The pies are eaten up quickly; eyes closed, flakes of pastry sticking to their jumpers.
‘Evelyn I’ve brought your sausage roll’.
The old woman’s eyes snap open and she scowls up at me.
‘What am I supposed to do with that?’
‘You ordered it last week’.
‘I wasn’t even in this place last week!’
‘I want a scotch egg’.
‘Well you’ve already given me the money for the-’
‘You can stick it where the sun doesn’t shine’.
I move to put it back in my bag,
‘Actually pass it here, I’ll trade it off with someone else, see if they’ve got a scotch egg’.
She snatches it out of my hand and stares at me.
‘How old are you?’
I don’t know why I tell her my real age, maybe it’s because I know in five minutes she’ll forget it.
‘You’re stupidly tall for your age’.
I move to the door and listen out for footsteps in the corridor. A familiar sound creeps closer behind me, a rasping mucous filled cough that builds until it’s hacking and rough, until it sounds like a lung is going to spill out onto the carpet.
‘Here you are Josh, next week’s orders and-’, the cough pushes it way back up and he pulls his hanky out to rack up something that makes me look away. He takes a moment to get his breath back.
‘And £35 cash for this week’, the old man hands over the envelope; I feel the weight of the notes and coins.
‘I’ve put a 50p tip in there as well’.
‘That’s very kind of you Morris, thank you’.
He leans in closer and I can here the creak of his chest,
‘I was wondering-’
‘Look I’m sorry Morris but it’s like I said last time. I can’t get you any, I’m just bringing things from the pie shop-’
‘Just one packet wouldn’t do any harm. My grandson says-‘
‘It’s different here. If you’re really desperate ask him to-’.
‘They never visit. All I’m asking for is one packet of fags’.
‘No. Either you’d fall asleep with one and burn the whole place down or someone will catch you at it and then the whole thing falls apart. I’m sorry but I’m just sticking to pies’.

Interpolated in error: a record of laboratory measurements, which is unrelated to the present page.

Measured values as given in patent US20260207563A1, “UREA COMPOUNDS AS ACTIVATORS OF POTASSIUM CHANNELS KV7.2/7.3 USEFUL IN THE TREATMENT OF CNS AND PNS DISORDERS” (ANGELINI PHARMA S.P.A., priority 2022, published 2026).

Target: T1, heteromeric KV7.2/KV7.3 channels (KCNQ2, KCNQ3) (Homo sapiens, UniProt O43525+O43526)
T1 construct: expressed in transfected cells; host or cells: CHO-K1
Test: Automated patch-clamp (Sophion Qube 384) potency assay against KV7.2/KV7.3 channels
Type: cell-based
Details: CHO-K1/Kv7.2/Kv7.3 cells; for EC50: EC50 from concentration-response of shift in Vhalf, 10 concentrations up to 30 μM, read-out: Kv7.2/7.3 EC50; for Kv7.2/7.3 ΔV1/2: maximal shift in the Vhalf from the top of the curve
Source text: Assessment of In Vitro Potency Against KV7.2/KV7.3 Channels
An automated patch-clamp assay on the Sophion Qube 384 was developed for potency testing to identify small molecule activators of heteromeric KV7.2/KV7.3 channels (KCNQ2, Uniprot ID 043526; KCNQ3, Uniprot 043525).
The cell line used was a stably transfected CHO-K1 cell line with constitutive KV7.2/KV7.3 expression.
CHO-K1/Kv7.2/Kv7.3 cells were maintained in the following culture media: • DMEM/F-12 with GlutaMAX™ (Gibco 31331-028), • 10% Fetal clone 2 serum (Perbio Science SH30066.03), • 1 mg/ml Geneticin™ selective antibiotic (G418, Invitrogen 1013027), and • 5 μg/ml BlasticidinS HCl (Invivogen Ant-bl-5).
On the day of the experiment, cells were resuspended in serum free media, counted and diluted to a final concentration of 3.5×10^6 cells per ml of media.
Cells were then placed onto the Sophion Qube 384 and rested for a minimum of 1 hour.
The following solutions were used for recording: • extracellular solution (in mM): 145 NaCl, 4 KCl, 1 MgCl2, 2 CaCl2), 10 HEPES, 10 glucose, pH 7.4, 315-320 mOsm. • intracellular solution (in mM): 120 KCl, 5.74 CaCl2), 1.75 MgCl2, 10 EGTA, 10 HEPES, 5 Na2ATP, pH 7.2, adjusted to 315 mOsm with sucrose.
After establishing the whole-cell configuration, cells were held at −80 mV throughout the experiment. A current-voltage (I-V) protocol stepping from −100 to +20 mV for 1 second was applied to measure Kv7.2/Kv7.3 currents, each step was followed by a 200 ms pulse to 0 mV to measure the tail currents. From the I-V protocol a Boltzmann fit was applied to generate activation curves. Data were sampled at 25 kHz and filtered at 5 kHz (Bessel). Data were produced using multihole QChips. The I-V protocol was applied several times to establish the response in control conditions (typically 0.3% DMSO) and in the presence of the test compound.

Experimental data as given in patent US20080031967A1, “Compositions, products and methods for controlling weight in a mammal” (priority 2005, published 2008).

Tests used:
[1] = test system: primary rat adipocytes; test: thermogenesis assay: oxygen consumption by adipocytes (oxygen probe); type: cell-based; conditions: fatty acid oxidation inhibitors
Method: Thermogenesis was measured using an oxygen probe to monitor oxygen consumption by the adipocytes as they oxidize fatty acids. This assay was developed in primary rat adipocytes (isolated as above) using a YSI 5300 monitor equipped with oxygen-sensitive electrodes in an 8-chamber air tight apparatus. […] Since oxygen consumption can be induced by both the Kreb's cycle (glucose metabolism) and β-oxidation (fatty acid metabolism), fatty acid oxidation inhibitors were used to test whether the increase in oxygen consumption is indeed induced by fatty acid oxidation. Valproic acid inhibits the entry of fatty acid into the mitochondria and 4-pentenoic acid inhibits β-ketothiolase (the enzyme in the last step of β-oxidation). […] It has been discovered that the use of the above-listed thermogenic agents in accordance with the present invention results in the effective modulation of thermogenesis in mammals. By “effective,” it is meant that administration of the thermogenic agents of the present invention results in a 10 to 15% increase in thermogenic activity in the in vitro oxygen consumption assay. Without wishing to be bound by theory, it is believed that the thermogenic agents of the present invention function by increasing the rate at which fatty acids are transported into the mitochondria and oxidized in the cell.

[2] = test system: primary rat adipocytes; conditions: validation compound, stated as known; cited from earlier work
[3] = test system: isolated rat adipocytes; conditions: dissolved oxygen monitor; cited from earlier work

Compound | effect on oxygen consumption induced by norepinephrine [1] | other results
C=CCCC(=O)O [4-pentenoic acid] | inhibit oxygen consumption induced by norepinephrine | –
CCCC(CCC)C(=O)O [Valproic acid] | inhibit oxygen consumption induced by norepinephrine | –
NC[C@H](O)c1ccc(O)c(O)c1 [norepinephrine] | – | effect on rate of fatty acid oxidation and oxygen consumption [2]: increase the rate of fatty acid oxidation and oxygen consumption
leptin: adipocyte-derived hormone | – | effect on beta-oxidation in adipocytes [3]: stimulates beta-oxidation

He whacks the radiator with his stick and swears. I can’t tell if he thinks he’s doing it under his breath or if he wants me to hear him.
‘See you all next week’.
I hold the door open for a care assistant who is wheeling in the food trolley. The stink of over boiled cabbage and pureed mash seeps down the corridor after me. After a week of eating that sludge I could probably charge £50 and they’d still pay up. Daisy walks me back down to reception,
‘They look forward to seeing you every week’.
I smile and nod at her. It’s been a year since Gran died but the system still works.
Outside I make a quick check just to see that all the money is there. £35.50 exactly. So that plus the money I’ve already earned brings it up to £110.50. It feels good to see the numbers creep up. During the week I let the cash grow under my bed. I keep it in a shoebox, the one that Amy and I decorated with our handprints. It was supposed to be for keeping memories in. At night I picture the pile of money growing, creeping its way to the top until it pushes the lid off because there’s so much of it. I’ve had nightmares before where someone’s broken in and taken it. Every night I slide it out from under my bed and count up everything inside it. When I put the lid back on I place my hand on top of hers. It’s over two years since we made it. The pink poster paint she used is starting to crack.
Hannah Wilkin enjoys writing short stories for adults but is particularly passionate about writing for children. She says: “I usually write for age nine plus but have recently begun exploring picture book writing.” Hannah does not restrict herself to one genre and is currently working on a play set in her hometown.